New York Metropolitan Flora

Kalmia latifolia L. - Mountain Laurel

Kalmia latifolia
Kalmia latifolia L.

Mountain Laurel

Photo © Peter Nelson, 1972, taken in the New Jersey pine barrens.

Native , Frequent

By Steven Clemants

Not peer reviewed

Last Modified 02/07/2013

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Kalmia latifolia

Common Names

Mountain Laurel

Field Identification

An evergreen shrub with alternate, elliptic leaves and pink to white bell-shaped flowers.

Medicinal uses

Disclaimer: The information provided here is for reference and historical use. We do not recommend nor do we condone the use of this species for medicinal purposes without first consulting a physician.

(Uphof, 1968)

The leaves are considered cardiac, sedative, alterative, and astringent. They have been recommended for blood disorders, in overcoming obstinate chronic irritation of mucous membranes and in active hemorrhage, diarrhea, and dysentery.

Other uses

(Britton, 1913) (Buttrick, 1924) (Holmes, 1956) (Kurmes, 1961) (Uphof, 1968)

The wood is close-grained, hard, and brittle. It is used for rustic furniture, handles, ternary weaver's shuttles, pulleys, spoons, trowels, and fuel. The roots are used as a substitute for making imitation brier­wood pipes. The leaves are gathered at Christmas time, used to decorate buildings, and sold in markets.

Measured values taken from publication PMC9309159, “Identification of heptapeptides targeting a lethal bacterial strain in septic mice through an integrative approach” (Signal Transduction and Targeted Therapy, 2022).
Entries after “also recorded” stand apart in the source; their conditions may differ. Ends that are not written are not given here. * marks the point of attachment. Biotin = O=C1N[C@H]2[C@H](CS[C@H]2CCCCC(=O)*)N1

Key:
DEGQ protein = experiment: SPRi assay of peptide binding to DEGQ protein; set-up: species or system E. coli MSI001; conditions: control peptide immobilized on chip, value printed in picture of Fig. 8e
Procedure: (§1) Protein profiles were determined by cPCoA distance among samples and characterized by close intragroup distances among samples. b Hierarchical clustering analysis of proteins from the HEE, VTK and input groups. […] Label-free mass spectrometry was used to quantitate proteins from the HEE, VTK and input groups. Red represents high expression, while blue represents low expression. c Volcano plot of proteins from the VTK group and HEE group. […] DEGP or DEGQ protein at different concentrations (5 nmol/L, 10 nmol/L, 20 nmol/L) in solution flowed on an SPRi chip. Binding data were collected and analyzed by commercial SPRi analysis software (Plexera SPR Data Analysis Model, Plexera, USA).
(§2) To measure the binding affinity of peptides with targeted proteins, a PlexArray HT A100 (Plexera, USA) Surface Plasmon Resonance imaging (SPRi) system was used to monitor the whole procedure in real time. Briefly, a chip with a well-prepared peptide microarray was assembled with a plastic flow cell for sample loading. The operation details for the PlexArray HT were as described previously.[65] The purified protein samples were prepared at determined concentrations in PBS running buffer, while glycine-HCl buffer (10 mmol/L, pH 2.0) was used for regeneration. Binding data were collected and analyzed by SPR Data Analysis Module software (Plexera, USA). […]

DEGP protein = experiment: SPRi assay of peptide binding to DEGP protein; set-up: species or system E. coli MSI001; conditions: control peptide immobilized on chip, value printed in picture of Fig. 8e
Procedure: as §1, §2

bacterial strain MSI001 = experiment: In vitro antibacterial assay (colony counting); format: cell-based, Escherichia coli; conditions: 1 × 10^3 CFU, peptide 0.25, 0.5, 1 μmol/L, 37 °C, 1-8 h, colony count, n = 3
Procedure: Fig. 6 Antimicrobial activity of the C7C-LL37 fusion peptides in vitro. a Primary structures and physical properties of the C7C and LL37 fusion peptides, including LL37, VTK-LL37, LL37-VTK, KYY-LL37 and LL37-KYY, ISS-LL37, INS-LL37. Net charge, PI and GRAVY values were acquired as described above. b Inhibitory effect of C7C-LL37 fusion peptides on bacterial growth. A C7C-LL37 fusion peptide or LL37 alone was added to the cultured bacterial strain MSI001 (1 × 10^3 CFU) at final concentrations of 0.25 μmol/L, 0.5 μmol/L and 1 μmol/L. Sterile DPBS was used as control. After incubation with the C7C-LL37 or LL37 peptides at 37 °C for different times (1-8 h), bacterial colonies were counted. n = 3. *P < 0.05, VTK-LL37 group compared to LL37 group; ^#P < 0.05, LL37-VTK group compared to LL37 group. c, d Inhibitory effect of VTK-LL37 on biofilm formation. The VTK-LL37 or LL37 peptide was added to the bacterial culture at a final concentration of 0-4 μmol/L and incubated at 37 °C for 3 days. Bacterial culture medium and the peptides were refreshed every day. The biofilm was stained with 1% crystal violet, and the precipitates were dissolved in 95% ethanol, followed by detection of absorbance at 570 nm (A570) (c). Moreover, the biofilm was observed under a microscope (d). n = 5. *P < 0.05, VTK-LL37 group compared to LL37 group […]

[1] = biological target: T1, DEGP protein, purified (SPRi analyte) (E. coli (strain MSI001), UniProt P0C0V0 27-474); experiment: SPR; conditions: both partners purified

Stories

(Holmes, 1956)

First recorded in Henry Hudson's log of his trip to Cape Cod in 1609.

Poisonous properties

Disclaimer: The information provided here is for reference and historical use. If you believe you have been poisoned, please contact the Poison Control Office near you (look for the number in the front of the phone book).

(Forbes, 1931) (Hardin & Arena, 1974) (Jaynes,1975) (Kurmes, 1961) (Lewis & Elvin­Lewis, 1977) (Uphof, 1968)

All parts of the plant, including pollen, contain andromedotoxin, a toxic diterpene causing slow pulse, lowering of blood pressure, lack of coordination, convulsions, progressive paralysis, and death. Arbutin, a glycoside of hydroquinone, is also present and indicated in poisoning. Poisonous honey is produced by bees visiting the flowers. Children have been poisoned by sucking on flowers and making a decoction from leaves. The Delaware Indians used mountain laurel to commit suicide. The species is also poisonous to deer and sheep, though deer seldom eat enough for it to be a problem. In one report a dog died after eating the entrails of a deer that had eaten mountain laurel.